Self-breast exams are important for adult women. Approximately 1-in-8 US women will develop invasive breast cancer during her lifetime. Regular breast exams can help familiarize yourself with your body and provide early detection for breast cancer in many women.
How Often to Do a Self-Breast Exam
Feel free to do a self-breast exam as often as you like. The more familiar you are with your breasts, the easier it is to recognize noticeable changes. Typically, adult women should complete a self-exam at least once a month.
Breast cancer cannot be prevented but it can be detected early and caught before it spreads. If you discover changes in your breasts, seek medical attention as soon as possible for a professional evaluation.
Breast cancer can look different for many women. However, some of the things you should be looking for when doing a self-exam are the following;
- A lump or hardened knot
- Thickening or discoloration of the skin
- Redness, soreness, or swelling
- Changes in the contour of the breast
- Changes in nipple color or inverted nipple
- Unusual discharge from nipple
Keep in mind, not all symptoms of breast cancer are the same. If you suspect anything out of the norm when completing a breast exam, schedule a consult and mammogram with your physician immediately.
Self-Breast Exam Techniques
Some women prefer to do a circular motion using the pads of their fingers. Start at the center of your breast using a medium-firm pressure. Be sure to cover the entire area of the breast from armpit to cleavage.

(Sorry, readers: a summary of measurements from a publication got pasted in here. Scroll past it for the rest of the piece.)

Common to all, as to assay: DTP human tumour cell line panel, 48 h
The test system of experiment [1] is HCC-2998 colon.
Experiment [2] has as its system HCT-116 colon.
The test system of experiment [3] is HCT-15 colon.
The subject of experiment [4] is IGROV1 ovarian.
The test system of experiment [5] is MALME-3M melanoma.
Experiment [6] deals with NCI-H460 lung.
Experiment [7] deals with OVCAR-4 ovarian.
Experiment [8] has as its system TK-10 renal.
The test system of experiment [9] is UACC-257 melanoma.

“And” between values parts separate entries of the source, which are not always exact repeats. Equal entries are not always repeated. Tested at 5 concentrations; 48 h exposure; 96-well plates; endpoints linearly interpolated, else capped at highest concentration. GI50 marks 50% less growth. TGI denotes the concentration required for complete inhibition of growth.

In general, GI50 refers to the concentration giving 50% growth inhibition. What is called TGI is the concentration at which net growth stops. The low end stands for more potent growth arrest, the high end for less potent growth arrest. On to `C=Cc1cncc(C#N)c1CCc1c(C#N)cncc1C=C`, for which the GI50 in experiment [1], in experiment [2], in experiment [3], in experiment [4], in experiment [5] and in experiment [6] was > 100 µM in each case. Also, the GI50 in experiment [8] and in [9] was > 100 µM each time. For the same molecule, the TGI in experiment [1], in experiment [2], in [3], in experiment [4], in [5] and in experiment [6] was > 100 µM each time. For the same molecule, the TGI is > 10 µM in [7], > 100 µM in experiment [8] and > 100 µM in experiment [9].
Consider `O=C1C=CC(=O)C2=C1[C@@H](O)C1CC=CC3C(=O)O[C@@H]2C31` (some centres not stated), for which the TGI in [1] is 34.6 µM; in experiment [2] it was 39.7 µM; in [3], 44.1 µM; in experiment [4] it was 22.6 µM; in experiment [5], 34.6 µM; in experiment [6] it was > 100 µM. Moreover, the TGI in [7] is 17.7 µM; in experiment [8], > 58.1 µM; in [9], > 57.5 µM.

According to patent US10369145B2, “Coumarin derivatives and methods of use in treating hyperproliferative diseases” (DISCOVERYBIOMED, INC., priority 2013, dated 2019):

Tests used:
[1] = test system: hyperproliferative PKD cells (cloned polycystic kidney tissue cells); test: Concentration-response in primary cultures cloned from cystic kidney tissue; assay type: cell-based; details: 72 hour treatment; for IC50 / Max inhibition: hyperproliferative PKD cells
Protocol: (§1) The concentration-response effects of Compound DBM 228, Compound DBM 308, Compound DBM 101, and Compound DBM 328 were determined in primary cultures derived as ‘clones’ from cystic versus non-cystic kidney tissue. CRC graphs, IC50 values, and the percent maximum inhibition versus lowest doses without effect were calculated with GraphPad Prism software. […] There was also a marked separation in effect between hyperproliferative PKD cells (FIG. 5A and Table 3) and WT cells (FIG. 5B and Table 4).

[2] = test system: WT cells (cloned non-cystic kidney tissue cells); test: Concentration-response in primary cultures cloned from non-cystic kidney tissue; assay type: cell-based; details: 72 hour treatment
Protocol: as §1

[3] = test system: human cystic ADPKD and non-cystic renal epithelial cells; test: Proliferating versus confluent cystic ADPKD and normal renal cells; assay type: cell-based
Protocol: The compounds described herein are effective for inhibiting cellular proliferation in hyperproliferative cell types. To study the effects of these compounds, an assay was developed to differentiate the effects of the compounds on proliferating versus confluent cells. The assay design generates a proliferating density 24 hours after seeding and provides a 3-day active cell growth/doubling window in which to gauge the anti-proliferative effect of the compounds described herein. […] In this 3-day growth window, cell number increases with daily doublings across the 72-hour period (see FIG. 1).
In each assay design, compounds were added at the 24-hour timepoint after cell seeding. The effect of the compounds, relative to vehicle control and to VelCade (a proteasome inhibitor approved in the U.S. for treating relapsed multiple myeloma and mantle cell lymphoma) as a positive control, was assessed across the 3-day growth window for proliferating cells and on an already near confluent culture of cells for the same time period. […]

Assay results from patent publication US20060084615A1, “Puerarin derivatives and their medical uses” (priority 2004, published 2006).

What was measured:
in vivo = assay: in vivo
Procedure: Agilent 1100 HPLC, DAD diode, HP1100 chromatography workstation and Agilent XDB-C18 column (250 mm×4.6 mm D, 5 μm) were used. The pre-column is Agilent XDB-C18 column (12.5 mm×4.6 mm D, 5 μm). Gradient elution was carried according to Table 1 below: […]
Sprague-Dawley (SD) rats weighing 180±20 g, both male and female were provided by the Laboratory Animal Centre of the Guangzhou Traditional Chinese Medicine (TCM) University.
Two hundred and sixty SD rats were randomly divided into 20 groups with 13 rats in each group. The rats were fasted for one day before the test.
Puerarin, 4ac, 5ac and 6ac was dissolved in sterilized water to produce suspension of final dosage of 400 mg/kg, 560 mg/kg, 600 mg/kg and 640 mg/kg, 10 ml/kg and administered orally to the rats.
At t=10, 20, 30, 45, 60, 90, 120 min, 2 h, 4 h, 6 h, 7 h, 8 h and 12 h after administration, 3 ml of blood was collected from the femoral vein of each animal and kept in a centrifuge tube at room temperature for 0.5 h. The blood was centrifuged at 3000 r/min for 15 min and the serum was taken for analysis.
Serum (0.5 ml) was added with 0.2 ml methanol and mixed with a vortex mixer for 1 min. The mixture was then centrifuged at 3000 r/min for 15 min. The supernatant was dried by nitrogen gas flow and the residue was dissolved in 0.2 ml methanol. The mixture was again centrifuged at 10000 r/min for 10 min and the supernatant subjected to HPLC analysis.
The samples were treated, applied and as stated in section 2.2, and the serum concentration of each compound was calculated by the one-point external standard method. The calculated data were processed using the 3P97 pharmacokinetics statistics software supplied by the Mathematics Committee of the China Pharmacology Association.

Another way to evaluate your breasts is using a top to bottom method. Again, use a medium-firm pressure to run your fingers up and down your entire breast region. Start at your collarbone and glide your fingers down to your abdomen.
Where to Complete a Self-Breast Exam
An accurate self-breast exam will require three simple steps in 2-3 positions. When done correctly a self-exam shouldn’t take more than 10 minutes of your time.
In of the Mirror
Standing in front of a mirror allows you to visually inspect your breasts. Start with your arms at your sides and look at your breasts from the left, right, and frontal positions. After you’ve completed this portion of your exam, repeat the process with your arms high above your head.
For the second portion of your breast exam, you’ll need to be in a lying position. Lying down is advantageous because your breast tissue is flat against your chest cavity making it easier to spot something unusual.
Once you’re lying on your back, place a pillow under your right shoulder (or whichever side you’d like to examine first). Then, fold the same arm behind your head. Take the opposite hand and begin to use your preferred examination technique.
After you’ve covered the entire breast area, repeat the process with your other side.
In the Shower
During the final step of your exam, you’ll need to be standing upright. Many women find it easier to complete this stage of the self-examination in the shower where the skin is wet and slippery. Once again, use a medium-firm pressure to feel for anything out of the norm on both breasts.
At this time, lightly squeeze your nipple feeling for lumps and looking for any time of discharge.
Don’t hesitate to give us a call for further guidance regarding your self-breast exam. If you’ve discovered something unusual that you want a professional to evaluate, call to schedule a consultation immediately.